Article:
With the cost of higher education rising across the country, the GW College Democrats visited Capitol Hill on Friday to lobby on behalf of policies that would make college more affordable.
Students met with representatives from the offices of the Speaker of the House, the Senate Health, Education, Labor and Pensions Committee and Rep. Chaka Fattah, D-Pa. The young lobbyists were particularly concerned with a new policy by the Sallie Mae Foundation that requires borrowers to pay part of the interest of their student loan before graduation.
“This policy would either force us as students to get a part-time job in college or find some other means to pay the interest,” College Democrats Communications Director Matt Ingoglia said.
All three offices touted the accomplishments of the Democratic majority, including increasing Pell Grants and cutting the interest rate in half on government-backed federal student loans.
In a meeting with staffers from the Senate Health, Education, Labor and Pensions Committee, junior Laura Westman said she was able to voice her concerns about college affordability.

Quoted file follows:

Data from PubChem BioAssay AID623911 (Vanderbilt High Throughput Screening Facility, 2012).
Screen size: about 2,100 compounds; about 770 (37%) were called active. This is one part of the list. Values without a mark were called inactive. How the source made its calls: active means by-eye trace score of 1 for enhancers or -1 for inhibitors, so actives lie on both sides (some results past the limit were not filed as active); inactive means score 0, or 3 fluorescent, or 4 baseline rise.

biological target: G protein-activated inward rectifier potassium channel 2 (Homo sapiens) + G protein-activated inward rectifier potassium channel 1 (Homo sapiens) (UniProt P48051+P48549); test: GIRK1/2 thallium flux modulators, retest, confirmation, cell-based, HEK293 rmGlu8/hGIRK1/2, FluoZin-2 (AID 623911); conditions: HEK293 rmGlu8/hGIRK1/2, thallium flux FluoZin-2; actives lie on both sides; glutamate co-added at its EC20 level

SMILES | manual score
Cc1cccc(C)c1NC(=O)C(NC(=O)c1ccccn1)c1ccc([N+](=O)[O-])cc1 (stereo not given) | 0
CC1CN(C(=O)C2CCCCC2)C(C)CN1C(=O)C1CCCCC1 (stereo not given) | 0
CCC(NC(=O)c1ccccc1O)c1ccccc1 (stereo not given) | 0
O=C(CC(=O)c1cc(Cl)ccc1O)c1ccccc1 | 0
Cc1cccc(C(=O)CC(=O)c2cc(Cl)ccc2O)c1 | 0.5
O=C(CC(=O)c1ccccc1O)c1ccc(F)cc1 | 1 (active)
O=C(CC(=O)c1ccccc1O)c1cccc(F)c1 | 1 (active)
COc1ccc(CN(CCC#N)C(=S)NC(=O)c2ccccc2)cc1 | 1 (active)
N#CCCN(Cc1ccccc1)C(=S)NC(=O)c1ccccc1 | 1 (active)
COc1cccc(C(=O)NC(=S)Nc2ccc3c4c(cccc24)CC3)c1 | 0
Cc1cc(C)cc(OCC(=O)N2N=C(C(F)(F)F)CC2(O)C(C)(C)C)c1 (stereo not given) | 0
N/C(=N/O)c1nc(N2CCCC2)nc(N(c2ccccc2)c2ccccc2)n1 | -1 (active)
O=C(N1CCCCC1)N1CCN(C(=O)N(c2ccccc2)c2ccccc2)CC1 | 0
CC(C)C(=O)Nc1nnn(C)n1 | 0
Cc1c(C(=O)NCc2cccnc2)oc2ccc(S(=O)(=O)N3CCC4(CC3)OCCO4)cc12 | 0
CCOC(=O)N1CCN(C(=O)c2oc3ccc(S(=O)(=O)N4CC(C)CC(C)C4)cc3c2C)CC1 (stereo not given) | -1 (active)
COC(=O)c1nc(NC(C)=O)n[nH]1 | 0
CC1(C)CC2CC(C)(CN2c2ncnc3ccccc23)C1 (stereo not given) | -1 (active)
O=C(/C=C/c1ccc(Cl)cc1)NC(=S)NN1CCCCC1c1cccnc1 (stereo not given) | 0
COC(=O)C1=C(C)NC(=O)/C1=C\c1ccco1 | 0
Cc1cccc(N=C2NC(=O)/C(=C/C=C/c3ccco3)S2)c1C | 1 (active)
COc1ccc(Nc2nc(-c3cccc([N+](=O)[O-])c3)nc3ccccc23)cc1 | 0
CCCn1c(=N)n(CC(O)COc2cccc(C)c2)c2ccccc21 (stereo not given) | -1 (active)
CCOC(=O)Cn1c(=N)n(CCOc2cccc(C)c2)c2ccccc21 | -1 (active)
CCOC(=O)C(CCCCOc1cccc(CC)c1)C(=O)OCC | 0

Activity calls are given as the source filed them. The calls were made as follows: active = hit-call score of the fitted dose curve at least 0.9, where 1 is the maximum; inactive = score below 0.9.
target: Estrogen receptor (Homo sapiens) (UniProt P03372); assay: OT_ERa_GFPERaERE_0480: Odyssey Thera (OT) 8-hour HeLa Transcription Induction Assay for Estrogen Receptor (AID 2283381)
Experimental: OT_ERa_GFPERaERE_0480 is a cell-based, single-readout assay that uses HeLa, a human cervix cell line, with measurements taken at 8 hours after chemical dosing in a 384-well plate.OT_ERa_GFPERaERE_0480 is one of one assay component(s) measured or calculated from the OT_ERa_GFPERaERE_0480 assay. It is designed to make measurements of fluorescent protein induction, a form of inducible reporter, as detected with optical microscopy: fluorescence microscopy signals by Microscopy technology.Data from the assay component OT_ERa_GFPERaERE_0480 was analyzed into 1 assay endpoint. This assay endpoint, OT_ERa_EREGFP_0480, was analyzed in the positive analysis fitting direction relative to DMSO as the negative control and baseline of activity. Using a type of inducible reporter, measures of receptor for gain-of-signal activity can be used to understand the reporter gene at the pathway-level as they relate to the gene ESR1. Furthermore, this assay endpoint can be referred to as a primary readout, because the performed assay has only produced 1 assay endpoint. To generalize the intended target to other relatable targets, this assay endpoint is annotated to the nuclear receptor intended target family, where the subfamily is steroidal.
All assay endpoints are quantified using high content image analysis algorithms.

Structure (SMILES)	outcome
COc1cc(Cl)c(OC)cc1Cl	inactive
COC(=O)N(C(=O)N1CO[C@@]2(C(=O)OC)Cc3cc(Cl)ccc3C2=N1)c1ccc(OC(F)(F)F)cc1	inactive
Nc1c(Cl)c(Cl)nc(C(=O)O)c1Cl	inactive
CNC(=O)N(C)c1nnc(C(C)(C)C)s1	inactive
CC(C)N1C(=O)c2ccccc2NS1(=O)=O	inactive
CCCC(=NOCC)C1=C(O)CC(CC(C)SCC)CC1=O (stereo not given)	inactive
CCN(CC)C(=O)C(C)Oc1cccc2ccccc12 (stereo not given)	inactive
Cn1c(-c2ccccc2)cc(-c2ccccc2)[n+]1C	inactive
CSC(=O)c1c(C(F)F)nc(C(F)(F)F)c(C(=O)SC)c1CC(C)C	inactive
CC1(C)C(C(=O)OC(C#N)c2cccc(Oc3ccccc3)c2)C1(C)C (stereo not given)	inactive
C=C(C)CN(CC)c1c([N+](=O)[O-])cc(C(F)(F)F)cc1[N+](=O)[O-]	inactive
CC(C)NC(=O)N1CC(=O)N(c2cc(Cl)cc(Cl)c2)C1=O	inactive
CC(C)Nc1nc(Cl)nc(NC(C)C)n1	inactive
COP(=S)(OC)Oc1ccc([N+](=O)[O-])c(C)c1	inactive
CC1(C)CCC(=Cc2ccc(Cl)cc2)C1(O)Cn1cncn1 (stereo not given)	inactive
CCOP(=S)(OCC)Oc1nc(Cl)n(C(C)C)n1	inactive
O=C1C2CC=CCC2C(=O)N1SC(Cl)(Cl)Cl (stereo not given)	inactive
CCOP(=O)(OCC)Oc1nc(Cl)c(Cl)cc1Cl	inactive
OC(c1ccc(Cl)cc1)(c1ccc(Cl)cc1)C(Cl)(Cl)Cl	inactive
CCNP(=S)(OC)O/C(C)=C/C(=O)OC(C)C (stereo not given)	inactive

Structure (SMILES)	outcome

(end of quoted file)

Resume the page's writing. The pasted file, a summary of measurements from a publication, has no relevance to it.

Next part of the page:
“I am lucky in that I can afford my education and I have a bright future ahead of me, but some of my friends do not have that opportunity,” she said. Turning to Brian Carter, an education fellow with the committee, she asked, “What can you do to help?”
Carter answered by discussing the possibility of extending college tax credits to students and their families and ending bank-based student loans in favor of government lending programs.
“Instead of the federal government giving money to private companies to lend the money, we want to lend the money directly to the students ourselves,” he said.
Carter also touched on the cost of textbooks and other expenses, noting that recent legislation expands what students can use the tax credit for, including textbooks and supplies.
Tom Manatos, a youth outreach aide for House Speaker Nancy Pelosi, D-Calif., said he saw opportunities to raise Pell Grants, simplify the FAFSA process and “try and force universities to give more financial aid.”
He added, “There is only so much the federal government can do. We cannot really force states to do things they may not want to do.”
Ingoglia said he was pleased with what he heard.
“The great thing about Pell Grants is that when you give a Pell Grant, you know you will get that money back in talented young students,” he said.
Sophomore Melissa Gindin said the morning of lobbying “fulfilled why I came to Washington: to be so close to these important leaders.”
Gindin said, “I came here today to not only lobby but to take a stake in college affordability because it is a lot better than just sitting and complaining. I am taking an active role in trying to bring change.”